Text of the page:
Terence Parsons

Terence Parsons is Professor Emeritus and Distinguished Research Professor in the Department of Philosophy at the University of California, Los Angeles.

  • A Course in Semantics

    A Course in Semantics

    Daniel Altshuler, Terence Parsons, and Roger Schwarzschild

    An introductory text in linguistic semantics, uniquely balancing empirical coverage and formalism with development of intuition and methodology.

    This introductory textbook in linguistic semantics for undergraduates features a unique balance between empirical coverage and formalism on the one hand and development of intuition and methodology on the other. It will equip students to form intuitions about a set of data, explain how well an analysis of the data accords with their intuitions, and extend the analysis or seek an alternative. No prior knowledge of linguistics is required. After mastering the material, students will be able to tackle some of the most difficult questions in the field even if they have never taken a linguistics course before.

    After introducing such concepts as truth conditions and compositionality, the book presents a basic symbolic logic with negation, conjunction, and generalized quantifiers, to serve as the basis for translation throughout the book. It then develops a detailed compositional semantics, covering quantification (scope and binding), adverbial modification, relative clauses, event semantics, tense and aspect, as well as pragmatic phenomena, notably deictic pronouns and narrative progression.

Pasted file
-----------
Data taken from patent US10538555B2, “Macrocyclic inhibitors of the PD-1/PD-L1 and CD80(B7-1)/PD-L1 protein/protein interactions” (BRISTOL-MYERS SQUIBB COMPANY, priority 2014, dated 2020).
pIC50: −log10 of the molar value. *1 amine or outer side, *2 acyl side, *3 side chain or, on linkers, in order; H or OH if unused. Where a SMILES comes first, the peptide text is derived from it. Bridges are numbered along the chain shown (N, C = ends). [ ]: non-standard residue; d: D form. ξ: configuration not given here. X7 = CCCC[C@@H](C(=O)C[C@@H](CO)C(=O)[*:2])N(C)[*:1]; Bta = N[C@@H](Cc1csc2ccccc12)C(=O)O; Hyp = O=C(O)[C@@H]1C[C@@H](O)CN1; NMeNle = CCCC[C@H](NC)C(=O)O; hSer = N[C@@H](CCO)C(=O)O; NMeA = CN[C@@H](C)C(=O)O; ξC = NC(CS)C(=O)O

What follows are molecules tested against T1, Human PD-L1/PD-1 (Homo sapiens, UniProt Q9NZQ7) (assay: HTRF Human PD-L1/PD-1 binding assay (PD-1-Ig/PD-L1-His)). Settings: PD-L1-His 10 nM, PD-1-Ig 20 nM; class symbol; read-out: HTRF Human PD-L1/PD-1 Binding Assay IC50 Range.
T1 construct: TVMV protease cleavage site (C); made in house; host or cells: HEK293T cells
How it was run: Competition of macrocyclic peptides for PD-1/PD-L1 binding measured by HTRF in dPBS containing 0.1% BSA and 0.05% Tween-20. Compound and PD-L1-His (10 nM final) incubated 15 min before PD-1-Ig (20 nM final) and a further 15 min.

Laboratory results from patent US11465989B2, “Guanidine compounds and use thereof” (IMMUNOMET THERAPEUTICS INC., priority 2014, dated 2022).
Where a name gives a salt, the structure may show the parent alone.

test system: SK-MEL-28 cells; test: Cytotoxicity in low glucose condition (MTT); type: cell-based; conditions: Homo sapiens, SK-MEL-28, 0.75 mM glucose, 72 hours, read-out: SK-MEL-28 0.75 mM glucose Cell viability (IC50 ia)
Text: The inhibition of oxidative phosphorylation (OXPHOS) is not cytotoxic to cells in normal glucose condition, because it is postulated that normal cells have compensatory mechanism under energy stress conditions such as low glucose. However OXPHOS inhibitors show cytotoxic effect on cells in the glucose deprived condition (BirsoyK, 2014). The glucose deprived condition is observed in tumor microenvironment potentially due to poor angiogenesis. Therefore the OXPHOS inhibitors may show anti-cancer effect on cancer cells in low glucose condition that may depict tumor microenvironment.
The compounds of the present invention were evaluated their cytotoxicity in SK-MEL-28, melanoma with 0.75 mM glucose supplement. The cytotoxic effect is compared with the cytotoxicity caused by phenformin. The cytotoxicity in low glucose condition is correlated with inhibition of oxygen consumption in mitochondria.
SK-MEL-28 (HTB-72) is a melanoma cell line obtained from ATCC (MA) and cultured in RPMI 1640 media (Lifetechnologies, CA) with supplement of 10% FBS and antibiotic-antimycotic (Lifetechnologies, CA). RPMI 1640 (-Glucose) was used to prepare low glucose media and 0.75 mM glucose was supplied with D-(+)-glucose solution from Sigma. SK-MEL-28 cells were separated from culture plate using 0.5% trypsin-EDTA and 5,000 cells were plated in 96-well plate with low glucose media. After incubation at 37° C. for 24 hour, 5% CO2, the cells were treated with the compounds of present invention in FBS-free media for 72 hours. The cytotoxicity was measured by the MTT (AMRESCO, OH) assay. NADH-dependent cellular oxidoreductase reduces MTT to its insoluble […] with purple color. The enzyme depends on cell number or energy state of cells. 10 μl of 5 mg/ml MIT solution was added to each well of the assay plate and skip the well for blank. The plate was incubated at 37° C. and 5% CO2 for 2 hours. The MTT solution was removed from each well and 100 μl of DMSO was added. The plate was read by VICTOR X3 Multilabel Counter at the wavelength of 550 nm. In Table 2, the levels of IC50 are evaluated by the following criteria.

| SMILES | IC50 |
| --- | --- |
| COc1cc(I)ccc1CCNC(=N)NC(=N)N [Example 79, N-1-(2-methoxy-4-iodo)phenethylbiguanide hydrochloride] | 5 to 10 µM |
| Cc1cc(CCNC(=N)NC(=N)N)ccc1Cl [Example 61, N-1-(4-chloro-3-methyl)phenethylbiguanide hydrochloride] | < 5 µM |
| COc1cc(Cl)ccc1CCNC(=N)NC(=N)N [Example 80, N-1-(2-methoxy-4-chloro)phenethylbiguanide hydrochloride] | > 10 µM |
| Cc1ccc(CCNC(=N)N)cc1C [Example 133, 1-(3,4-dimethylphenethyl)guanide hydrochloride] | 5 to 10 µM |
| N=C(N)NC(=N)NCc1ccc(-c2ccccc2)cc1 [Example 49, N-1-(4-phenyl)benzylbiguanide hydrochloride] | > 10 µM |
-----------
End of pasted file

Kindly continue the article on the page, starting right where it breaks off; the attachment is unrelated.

A Course in Semantics offers a large and diverse set of exercises, interspersed throughout the text; those labeled “Important practice and looking ahead” prepare students for material to come; those labeled “Thinking about ” invite students to think beyond the content of the book.

    • Hardcover $45.00 £38.00
  • Events in the Semantics of English

    Events in the Semantics of English

    Terence Parsons

    This extended investigation of the semantics of event (and state) sentences in their various forms is a major contribution to the semantics of natural language, simultaneously encompassing important issues in linguistics, philosophy, and logic. It develops the view that the logical forms of simple English sentences typically contain quantification over events or states and shows how this view can account for a wide variety of semantic phenomena. Focusing on the structure of meaning in English sentences at a "subatomic" level—that is, a level below the one most theories accept as basic or "atomic"—Parsons asserts that the semantics of simple English sentences require logical forms somewhat more complex than is normally assumed in natural language semantics. His articulation of underlying event theory explains a wide variety of apparently diverse semantic characteristics of natural language, and his development of the theory shows the importance of seeing the distinction between events and states.

    • Hardcover $39.95 £32.00
    • Paperback $25.00